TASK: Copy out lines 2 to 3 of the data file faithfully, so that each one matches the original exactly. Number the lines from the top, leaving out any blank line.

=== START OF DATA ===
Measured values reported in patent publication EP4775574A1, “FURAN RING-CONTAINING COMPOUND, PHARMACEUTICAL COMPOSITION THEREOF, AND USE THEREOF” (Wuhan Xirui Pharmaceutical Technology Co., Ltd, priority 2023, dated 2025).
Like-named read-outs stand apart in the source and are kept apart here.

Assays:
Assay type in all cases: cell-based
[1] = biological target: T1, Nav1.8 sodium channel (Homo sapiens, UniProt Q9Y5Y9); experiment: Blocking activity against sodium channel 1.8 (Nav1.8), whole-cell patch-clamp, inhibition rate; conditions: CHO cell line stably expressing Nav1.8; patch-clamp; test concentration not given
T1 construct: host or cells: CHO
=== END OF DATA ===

Like-named read-outs stand apart in the source and are kept apart here.

Assays: